Evidence—Doctor Not Entitled to Expert Fees When Testifying To Treatment

State v. Whitten, __Ariz. App. __1 CA-SA 11-0127 (App. Div. I, July 21, 2011) (J. Downie)

DOCTOR CALLED TO TESTIFY REGARDING INFORMATION RECEVIED DURING TREATMENT OF PATIENT NOT AN “EXPERT” WITNESS ENTITLED TO EXPERT FEES

Defendant's child was admitted to the Maricopa Medical Center after allegedly falling off a bed. The infant was treated by several doctors over several days but ultimately died from multiple skull fractures and brain injuries. The defendant mother was charged with first degree murder and child abuse. The state called the treating physicians as witnesses in their case. The doctors demanded they be paid their normal professional hourly rate for their testimony since they were experts in the field of medicine. The state refused. The trial court ordered the state to pay six of the doctors as experts at $350.00 an hour. The state then filed a motion for special action. The Arizona Court of Appeals accepted jurisdiction and reversed.

The court of appeals distinguished between a doctor asked to opine regarding another physician's care and treatment on issues of malpractice and causation versus a doctor being asked to testify as to things she observed in the normal course of her treatment of a patient. In the former, the court found the witness is in fact being asked to provide expert opinions and analysis and are therefore entitled to be compensated as an expert. However, in the case at bar where the doctors are called to testify regarding information they obtained during their treatment of a patient, they are considered only a lay witness. The difference between an expert witness and a lay witness is a lay witness testifies about what they did, thought or felt at the time of treatment. An expert witness forms their opinion after the conclusion of the treatment.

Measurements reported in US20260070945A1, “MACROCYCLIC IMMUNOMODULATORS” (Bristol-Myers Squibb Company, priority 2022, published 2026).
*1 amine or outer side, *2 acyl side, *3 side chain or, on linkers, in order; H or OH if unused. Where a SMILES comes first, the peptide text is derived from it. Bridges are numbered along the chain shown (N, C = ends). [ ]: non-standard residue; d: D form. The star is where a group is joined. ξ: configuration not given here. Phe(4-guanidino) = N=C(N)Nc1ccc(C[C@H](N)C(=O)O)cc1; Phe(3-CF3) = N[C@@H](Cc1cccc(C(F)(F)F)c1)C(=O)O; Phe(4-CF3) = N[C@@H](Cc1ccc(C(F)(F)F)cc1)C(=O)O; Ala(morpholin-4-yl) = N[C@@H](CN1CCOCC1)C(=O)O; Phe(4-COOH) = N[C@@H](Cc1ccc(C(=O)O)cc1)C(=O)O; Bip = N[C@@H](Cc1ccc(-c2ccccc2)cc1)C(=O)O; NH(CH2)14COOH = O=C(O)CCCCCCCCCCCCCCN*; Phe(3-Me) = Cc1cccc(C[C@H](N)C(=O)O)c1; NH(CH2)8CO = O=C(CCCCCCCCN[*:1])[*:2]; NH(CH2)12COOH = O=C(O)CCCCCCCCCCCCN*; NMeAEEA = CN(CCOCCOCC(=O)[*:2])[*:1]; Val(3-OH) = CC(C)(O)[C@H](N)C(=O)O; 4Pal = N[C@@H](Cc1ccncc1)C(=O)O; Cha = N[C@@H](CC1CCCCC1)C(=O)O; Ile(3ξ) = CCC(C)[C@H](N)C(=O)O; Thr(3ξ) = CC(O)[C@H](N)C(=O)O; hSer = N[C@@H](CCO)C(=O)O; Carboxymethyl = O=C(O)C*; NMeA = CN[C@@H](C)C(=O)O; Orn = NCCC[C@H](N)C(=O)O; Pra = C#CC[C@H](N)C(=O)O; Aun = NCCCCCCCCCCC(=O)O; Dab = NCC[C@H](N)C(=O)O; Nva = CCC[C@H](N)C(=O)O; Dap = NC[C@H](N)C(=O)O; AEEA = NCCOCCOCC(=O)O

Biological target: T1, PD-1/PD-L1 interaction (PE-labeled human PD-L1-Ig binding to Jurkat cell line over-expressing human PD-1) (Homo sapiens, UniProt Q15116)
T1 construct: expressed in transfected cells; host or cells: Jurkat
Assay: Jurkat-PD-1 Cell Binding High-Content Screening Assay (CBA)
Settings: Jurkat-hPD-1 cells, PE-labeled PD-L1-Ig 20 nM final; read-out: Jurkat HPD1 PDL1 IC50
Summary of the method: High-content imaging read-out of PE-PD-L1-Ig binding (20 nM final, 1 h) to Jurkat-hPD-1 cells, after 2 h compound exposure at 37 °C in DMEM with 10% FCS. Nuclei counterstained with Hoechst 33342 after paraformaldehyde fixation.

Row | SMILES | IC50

Footnote 2 in the decision is of particular interest to civil attorneys since this holding arises out of a criminal case. " Fn. 2 Most of the cited decisions arise in the context of disclosures under Federal Rule of Civil Procedure 26(b)(4) or similar state rules of civil procedure. Although criminal cases are different in many relevant respects, these cases are nonetheless instructive. Nothing in this opinion, though, should be read as affecting disclosure obligations or witness compensation issues in civil cases."

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